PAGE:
Editorial

There's great value in big thinking

Tuesday, August 29, 2017

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Last week, in this space, we discussed the need for big thinking in relation to the island's tourism product. Our comments were focused on the Hip Strip in Montego Bay, the lively business, commercial and leisure district on Gloucester Avenue.

We had reason to examine this issue because of comments made by the deputy chairman and CEO of this newspaper and Sandals Resorts International, Mr Adam Stewart, in support of a position advanced by fellow hotelier Mr Robin Russell.

Basically, what both men were arguing was that the State needs to get serious about improving conditions on the Hip Strip because the experience it offers is substandard, given the existence of harassment and poor security.

In April this year Mr Dennis Chung, the CEO of the Private Sector Organisation of Jamaica, expressed a similar view in his weekly Friday column in this newspaper.

Mr Chung told of his visit to the resort city which, he said, went well until he started walking along the Hip Strip. “This immediately struck me as urban decay in action,” Mr Chung wrote. “The pan chicken and other vendors had all taken up residence along the side of the street and even under the bus stops, allowing little room for any pedestrian traffic.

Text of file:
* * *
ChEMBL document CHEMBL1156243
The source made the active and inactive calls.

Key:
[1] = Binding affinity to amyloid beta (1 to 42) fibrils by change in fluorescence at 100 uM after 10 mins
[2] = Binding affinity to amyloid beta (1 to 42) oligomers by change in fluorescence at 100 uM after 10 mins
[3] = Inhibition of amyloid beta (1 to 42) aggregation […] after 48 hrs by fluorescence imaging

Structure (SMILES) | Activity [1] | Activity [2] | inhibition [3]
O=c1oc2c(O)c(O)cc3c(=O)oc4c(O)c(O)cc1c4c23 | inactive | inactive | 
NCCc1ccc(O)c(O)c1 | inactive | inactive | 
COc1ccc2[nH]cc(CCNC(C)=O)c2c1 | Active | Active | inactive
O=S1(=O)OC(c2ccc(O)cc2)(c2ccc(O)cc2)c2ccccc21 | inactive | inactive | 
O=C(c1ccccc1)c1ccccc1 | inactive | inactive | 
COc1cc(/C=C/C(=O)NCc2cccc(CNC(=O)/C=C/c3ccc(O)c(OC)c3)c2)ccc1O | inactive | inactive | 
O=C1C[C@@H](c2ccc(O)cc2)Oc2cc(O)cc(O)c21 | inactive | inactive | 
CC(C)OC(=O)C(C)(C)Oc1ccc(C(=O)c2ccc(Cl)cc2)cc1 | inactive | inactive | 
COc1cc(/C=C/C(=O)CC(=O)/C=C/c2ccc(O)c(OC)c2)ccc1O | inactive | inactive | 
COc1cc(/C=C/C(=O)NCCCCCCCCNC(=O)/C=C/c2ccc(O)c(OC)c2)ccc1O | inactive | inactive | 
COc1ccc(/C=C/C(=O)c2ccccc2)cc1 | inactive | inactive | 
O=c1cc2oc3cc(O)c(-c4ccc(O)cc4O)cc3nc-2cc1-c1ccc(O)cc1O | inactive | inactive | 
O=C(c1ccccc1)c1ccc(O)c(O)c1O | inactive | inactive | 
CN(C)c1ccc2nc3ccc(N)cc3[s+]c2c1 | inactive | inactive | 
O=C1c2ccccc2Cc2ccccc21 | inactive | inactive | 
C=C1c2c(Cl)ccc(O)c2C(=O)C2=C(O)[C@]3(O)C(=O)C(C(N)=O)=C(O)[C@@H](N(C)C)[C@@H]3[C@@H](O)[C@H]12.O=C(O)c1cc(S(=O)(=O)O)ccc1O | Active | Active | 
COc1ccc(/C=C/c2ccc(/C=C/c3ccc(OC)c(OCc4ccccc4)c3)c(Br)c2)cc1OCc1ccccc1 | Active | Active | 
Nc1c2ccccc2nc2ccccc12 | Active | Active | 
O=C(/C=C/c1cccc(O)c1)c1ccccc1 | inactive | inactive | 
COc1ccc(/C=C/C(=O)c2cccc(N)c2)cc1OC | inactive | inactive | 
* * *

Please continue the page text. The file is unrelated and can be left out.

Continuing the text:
“The sidewalks had obviously not been repaired in many years, and one could see the concrete breaking up. The roads had been cleaned but were badly stained from the vending activities that take place there night after night. And the traffic was horrendous, with taxis stopping wherever they pleased.”

The essential point made by all three men is that the Hip Strip needs to be properly managed and maintained in an effort to make it a major visitor attraction.

Mr Stewart, we believe, advanced the kind of thinking that is needed to transform the Hip Strip. “Let it become the South Beach, A1A of Jamaica showcasing a convergence of entertainment, gastronomy, lodging, and international world-class shopping; exposing the authentic cultural richness of Jamaica that continues to fuel a worldwide obsession,” he argued.

People who are successful in business did not get to where they are by thinking small. The majority of them actually started with a single thought which they cultivated and nurtured over time. As the business grew, their penchant for thinking big was infused in their DNA, pushing them to achieve their objectives. Those with even more drive to succeed go the extra mile, creating products that exceed expectations.

That, though, is not an easy feat. It requires a fixity of purpose, belief in what you are doing and an ability to withstand criticism and doubt because those are usually the responses from people who lack vision.

It also demands the kind of strength to recover from disappointments and the dexterity to respond to shifts in global trends.

Big thinking, we hold, must translate into doing things big. We must remember that Jamaica is competing with the world for a travel market that is not only discriminating but demanding.

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